Normal venous phase documented during angiography in patients with spinal vascular malformations: Incidence and clinical implications

D. Eckart Sorte, M. Obrzut, E. Wyse, P. Gailloud

Research output: Contribution to journalArticlepeer-review

Abstract

Background and Purpose: A key angiographic sign observed in patients with spinal vascular malformations is the absence of a normal venous phase. While this finding alone is often believed to rule out a lesion impacting the perimedullary venous drainage, the observation of a venous phase in several patients with vascular malformations led us to reconsider the validity of that sign. MATERIALS AND METHODS: Eighty-one patients with 6 spinal arteriovenous malformations, 16 perimedullary arteriovenous fistulas, 61 spinal epidural or dural AVFs, and 1 paravertebral AVF (2 patients had multiple lesions) were reviewed. The venous phase was defined as normal, absent, or indeterminate. The venous phase timing was analyzed in patients with spinal dural or epidural AVFs. RESULTS: The existence of a venous phase could not be determined for technical reasons in 23 patients. A venous phase was documented in 25 of 58 patients (43%), including 16 of 49 vascular malformations (40.0%) with perimedullary venous drainage. Twelve of the 30 patients (40.0%) with dural or epidural AVFs had a normal venous phase, appearing, on average, 10.1 seconds and best visualized 15.0 seconds after opacification of the artery of Adamkiewicz. CONCLUSIONS: A normal venous phase was observed in 43% of patients with spinal vascular malformations, and within an acceptable delay (=18 seconds) in 40% of slow-flow AVFs. While it remains an important angiographic sign, the observation of a normal venous phase cannot be used to exclude the presence of a vascular malformation or justify interrupting a diagnostic spinal angiogram.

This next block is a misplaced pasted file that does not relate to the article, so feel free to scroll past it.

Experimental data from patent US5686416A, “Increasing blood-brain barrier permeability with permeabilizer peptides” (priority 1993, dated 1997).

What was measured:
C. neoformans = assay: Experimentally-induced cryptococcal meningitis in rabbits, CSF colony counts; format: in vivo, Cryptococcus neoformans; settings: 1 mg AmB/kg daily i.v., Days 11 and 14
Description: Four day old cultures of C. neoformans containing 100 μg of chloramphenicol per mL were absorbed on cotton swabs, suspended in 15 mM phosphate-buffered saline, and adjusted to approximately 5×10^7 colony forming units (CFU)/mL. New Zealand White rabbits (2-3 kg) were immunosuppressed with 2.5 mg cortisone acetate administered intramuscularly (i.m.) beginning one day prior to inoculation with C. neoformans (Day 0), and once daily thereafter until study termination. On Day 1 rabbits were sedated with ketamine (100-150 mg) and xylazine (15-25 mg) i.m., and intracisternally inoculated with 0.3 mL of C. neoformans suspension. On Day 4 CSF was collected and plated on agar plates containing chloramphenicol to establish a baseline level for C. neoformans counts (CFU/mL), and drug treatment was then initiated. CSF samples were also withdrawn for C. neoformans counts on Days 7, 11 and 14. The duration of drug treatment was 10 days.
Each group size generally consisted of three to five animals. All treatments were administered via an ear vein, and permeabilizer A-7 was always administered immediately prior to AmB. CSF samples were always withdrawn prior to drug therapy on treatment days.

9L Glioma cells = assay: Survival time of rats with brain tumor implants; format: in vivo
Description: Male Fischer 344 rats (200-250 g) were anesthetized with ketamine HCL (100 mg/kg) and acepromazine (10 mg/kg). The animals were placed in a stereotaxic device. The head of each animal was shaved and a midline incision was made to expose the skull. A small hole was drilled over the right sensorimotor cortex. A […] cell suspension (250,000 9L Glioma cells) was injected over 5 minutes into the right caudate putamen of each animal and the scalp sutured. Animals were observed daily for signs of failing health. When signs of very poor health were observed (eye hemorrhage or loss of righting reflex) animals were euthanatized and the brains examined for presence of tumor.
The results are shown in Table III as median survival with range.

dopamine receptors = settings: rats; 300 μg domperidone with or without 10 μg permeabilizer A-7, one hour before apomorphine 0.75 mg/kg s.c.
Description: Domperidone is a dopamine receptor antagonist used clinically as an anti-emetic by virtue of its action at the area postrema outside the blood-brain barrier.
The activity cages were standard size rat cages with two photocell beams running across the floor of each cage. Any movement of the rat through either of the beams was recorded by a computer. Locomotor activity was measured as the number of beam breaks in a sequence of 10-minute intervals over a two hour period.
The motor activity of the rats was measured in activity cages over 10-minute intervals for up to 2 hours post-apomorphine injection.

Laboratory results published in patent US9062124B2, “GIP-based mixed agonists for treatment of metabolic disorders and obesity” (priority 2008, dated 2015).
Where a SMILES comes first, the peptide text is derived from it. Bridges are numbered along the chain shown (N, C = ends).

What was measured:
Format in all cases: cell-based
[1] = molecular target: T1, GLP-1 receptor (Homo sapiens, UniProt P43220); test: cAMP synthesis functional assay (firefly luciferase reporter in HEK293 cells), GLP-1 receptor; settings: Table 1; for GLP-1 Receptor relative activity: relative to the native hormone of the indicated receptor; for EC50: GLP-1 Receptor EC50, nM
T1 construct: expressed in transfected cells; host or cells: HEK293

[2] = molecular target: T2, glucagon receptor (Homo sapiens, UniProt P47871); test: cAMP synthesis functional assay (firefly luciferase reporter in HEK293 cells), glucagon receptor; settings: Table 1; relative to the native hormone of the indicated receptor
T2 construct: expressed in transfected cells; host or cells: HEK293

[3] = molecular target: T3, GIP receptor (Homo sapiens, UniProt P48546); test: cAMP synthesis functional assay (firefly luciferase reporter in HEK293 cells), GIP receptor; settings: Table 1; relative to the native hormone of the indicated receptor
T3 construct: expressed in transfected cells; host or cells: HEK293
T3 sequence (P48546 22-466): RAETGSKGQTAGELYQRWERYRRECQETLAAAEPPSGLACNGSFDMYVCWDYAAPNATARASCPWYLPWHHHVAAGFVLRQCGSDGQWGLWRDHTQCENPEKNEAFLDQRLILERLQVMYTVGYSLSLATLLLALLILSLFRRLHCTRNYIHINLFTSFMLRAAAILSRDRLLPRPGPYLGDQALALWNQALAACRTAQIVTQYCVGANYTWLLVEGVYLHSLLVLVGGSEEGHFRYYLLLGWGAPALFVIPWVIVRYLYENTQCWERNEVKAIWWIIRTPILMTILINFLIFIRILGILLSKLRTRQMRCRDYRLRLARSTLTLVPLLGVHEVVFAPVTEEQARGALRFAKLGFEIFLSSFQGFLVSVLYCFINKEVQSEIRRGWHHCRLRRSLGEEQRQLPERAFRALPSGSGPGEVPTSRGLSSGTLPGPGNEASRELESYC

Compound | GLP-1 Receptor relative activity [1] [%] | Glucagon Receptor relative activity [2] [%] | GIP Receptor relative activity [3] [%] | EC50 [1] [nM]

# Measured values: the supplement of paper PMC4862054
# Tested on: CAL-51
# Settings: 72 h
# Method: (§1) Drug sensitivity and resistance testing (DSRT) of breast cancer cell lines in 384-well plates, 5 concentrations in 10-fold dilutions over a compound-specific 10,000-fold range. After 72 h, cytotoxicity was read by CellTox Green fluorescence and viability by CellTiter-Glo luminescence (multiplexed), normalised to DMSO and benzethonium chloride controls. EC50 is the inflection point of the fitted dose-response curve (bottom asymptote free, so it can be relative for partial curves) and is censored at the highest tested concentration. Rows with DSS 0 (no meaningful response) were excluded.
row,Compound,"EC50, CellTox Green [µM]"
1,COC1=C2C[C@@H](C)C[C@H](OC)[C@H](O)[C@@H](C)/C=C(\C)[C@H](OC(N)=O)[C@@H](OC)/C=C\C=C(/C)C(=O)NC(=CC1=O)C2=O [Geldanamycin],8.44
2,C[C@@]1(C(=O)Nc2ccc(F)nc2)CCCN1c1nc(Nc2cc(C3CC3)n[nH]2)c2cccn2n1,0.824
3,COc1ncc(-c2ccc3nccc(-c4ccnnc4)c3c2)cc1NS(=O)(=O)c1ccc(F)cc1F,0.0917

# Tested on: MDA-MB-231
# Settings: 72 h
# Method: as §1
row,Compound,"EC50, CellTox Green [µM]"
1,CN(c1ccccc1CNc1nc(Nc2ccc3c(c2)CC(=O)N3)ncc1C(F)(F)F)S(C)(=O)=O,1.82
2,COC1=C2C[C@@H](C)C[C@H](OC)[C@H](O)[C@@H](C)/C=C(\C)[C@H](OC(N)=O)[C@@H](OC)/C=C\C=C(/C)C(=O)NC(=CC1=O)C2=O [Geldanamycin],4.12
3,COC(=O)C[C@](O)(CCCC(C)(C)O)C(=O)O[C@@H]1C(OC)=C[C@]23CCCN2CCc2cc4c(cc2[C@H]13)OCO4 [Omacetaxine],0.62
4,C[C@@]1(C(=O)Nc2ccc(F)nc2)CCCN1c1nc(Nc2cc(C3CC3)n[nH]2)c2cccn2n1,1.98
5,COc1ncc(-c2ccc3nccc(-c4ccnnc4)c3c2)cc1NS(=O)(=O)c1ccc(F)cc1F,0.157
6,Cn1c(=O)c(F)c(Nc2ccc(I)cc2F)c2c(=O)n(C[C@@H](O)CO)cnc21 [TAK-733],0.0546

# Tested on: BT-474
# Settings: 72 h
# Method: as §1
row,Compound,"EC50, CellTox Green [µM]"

Original languageEnglish (US)
Pages (from-to)565-571
Number of pages7
JournalAmerican Journal of Neuroradiology
Volume37
Issue number3
DOIs
StatePublished - Mar 2016

ASJC Scopus subject areas

  • Radiology Nuclear Medicine and imaging
  • Clinical Neurology

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